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Discussion Starter · #1 ·
Greetings all,

I've been wanting to get out west and hike for a while.
I've also wanted to get out and archery hunt for a while.
So... Why not both?
Been thinking Nebraska (I like to hike flats not hills) should suit me fine.

Looking up the season, it's Sept.-Dec.
Rifle starts mid-October, so I was thinking first week of October.

Read about the national forest near Halsey being a nice, non-crowded place.

Basically, I want to park the truck, go for a walk with my bow (10-20 miles a day should be good) and IF anything of interest happens, great.
Otherwise, I had a fun walk.
Heard there's lots of open area and windmills to make stops at.
Should also be able to pitch a tent in the park's campground.

So, anyone have any suggestions?
I'd be traveling from PA, so a pretty long drive.

I'm actually open to pretty much anything like what I described (so long as I can get an OTC tag, and it's not that expensive).

Thanks in advance for your help.

Be well.

Alex :confused:
 

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Former Wyoming Boy
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That's a good plan and should be a great adventure.
I'm not familiar with hunting Nebraska, though... so, I'm no help on "where."
One thing I will say... the first week in October could be fine, but there may be better times to be there. Pronghorn bucks are going to be tending their group of does at that time, yes... but, a lot of breeding will be over already. Not the best time for decoying.
It might be 100 degrees at that time, too... but, more than likely, a better time for waterhole hunting would be the 1st half of September. They will have seen less pressure and be less spooky the earlier you go, too.
So, I'd recommend... do not make the trip without both of them. A decoy and a pop up blind.
Killing a pronghorn by pure stalking can be done but, it takes the right kind of topography to really have much of a chance.
And, the one thing I do know about Nebraska is...
there isn't much of Nebraska that qualifies as topography. ;)
Good luck!
 

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The ground around Halsey is anything but flat. It's sandhills, I don't know anything about the pronghorn population in that area but this is what the terrain will look like:

 

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Former Wyoming Boy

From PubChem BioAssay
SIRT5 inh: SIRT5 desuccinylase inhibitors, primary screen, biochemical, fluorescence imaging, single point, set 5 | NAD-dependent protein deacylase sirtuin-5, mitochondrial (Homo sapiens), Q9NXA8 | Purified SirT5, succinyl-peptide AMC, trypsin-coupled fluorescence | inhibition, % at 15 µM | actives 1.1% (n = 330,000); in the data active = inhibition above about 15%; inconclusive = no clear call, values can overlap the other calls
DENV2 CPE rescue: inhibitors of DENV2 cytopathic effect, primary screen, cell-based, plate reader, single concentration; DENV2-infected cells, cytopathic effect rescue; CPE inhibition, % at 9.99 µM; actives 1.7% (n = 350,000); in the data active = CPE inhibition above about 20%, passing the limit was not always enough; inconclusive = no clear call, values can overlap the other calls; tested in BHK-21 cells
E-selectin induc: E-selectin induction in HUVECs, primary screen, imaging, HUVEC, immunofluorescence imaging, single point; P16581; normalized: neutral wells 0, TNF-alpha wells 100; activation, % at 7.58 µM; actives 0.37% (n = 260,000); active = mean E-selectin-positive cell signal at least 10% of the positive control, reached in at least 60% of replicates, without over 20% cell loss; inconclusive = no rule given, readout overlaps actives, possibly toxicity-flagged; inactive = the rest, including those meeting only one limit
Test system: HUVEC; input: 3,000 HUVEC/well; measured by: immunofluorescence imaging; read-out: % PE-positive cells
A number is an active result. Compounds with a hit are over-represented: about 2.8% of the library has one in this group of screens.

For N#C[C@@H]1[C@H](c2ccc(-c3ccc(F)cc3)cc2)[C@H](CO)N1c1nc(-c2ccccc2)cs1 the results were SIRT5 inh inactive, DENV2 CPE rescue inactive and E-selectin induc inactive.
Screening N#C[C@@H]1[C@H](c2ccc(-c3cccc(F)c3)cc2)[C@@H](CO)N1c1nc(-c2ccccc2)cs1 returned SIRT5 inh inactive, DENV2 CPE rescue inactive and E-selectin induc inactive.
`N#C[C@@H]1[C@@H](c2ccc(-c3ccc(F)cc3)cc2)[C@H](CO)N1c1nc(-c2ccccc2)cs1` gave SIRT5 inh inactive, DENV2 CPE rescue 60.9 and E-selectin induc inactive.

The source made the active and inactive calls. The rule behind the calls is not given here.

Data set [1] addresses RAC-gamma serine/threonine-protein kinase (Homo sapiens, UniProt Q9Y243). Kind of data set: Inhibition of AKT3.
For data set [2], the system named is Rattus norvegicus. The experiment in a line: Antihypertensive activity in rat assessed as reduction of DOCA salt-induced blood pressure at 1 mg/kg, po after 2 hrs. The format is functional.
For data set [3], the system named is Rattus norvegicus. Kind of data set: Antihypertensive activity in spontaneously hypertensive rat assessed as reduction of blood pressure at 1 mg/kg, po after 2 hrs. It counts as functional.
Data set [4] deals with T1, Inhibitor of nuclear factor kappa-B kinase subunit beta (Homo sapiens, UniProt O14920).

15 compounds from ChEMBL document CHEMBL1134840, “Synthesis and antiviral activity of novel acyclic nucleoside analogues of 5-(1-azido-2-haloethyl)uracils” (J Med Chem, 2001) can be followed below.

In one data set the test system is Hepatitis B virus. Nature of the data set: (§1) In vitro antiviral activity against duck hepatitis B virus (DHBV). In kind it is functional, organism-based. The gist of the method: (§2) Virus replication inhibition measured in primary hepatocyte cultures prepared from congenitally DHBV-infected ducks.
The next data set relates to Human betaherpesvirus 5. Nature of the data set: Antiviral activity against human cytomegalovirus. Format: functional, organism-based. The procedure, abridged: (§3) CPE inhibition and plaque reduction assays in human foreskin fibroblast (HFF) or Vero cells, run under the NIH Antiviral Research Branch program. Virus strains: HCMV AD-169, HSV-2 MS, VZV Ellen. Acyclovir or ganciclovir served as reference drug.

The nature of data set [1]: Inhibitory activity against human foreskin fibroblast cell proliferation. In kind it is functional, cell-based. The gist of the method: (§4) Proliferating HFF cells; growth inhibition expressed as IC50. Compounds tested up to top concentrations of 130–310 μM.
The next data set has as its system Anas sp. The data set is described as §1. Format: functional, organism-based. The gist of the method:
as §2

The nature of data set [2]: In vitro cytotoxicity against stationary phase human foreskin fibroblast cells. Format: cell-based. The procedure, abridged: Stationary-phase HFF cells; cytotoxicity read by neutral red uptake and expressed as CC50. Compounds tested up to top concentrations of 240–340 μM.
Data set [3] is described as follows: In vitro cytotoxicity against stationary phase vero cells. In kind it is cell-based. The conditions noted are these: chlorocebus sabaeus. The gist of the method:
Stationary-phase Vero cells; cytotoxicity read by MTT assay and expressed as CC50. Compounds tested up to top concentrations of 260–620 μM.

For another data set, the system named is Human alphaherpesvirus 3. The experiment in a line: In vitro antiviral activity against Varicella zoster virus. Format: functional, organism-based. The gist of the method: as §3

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A guy might be able to do something with that kind of ground...^^^
Still, it'll be tough.
You'll definately want leather gloves, knee pads... and, maybe even elbow pads... for the cactus. Belly crawling will be called for, probably. I used a dry creek bottom to get up on this buck. He still spotted my movement, but antelope are curious. He came closer and I zipped him at 63yds.
 

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Former Wyoming Boy
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I was walking back to the truck after a failed stalk when I happened to spot this buck with 3 does at 500yds. I sunk to the dirt and kept an eye on him. He eventually dropped into a dry creek and out of sight.
I was ready when he did and sprinted to get up on him. I slowed to a sneak 70 yds from the edge of the cut. I finally spotted him, head down, broadside and feeding. The rangefinder said 35yds.
Use any low spots you can, stay out of sight and keep your face behind a sage bush if you have to peek... they'll see you if you don't, trust me.
 

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Discussion Starter · #6 ·
Thanks for the info.
Also, thanks for the pics.
That is actually what I consider "flat".
Rolling sand dunes are beautiful.
I'm trying to avoid mountains (Katahdin, Washington, Springer, Denali, Everest, etc.).
If weather will be off in October, September would be an option too, I'm just trying to avoid excessive heat.
Actually, can I even avoid it?
Anyway, thanks again for all the info.

Tango Yankee!

Alex
 

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Former Wyoming Boy
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It is flat.
But, it's not "pool table" flat.
And, a lot of this prairie country is like a pool table.
All those dips and knobs in the picture can be used to stay out of sight. Just know, it rarely gets you completely into bow range... standing on two feet the whole time.
For that... it usually requires some luck and a lot of belly crawling, in this kind of topography.
 
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